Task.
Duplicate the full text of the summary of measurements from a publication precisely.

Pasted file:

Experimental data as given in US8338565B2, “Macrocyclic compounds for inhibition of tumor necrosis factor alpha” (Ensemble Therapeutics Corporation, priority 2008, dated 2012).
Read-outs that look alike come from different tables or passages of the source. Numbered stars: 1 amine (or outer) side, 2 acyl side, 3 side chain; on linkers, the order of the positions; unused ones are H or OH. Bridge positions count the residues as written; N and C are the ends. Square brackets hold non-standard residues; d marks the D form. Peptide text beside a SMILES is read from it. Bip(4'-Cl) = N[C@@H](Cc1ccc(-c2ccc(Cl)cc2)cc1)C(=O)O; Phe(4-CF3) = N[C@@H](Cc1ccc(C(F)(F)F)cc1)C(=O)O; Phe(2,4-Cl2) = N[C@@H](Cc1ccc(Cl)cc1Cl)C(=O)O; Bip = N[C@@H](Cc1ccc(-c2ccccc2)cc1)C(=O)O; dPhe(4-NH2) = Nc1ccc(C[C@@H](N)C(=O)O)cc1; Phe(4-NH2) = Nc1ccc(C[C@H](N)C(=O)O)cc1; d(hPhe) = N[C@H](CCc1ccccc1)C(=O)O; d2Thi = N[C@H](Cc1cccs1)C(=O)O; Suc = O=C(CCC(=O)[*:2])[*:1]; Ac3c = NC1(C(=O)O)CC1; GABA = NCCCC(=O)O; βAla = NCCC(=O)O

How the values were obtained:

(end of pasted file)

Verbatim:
Experimental data as given in US8338565B2, “Macrocyclic compounds for inhibition of tumor necrosis factor alpha” (Ensemble Therapeutics Corporation, priority 2008, dated 2012).
Read-outs that look alike come from different tables or passages of the source. Numbered stars: 1 amine (or outer) side, 2 acyl side, 3 side chain; on linkers, the order of the positions; unused ones are H or OH. Bridge positions count the residues as written; N and C are the ends. Square brackets hold non-standard residues; d marks the D form. Peptide text beside a SMILES is read from it. Bip(4'-Cl) = N[C@@H](Cc1ccc(-c2ccc(Cl)cc2)cc1)C(=O)O; Phe(4-CF3) = N[C@@H](Cc1ccc(C(F)(F)F)cc1)C(=O)O; Phe(2,4-Cl2) = N[C@@H](Cc1ccc(Cl)cc1Cl)C(=O)O; Bip = N[C@@H](Cc1ccc(-c2ccccc2)cc1)C(=O)O; dPhe(4-NH2) = Nc1ccc(C[C@@H](N)C(=O)O)cc1; Phe(4-NH2) = Nc1ccc(C[C@H](N)C(=O)O)cc1; d(hPhe) = N[C@H](CCc1ccccc1)C(=O)O; d2Thi = N[C@H](Cc1cccs1)C(=O)O; Suc = O=C(CCC(=O)[*:2])[*:1]; Ac3c = NC1(C(=O)O)CC1; GABA = NCCCC(=O)O; βAla = NCCC(=O)O

How the values were obtained: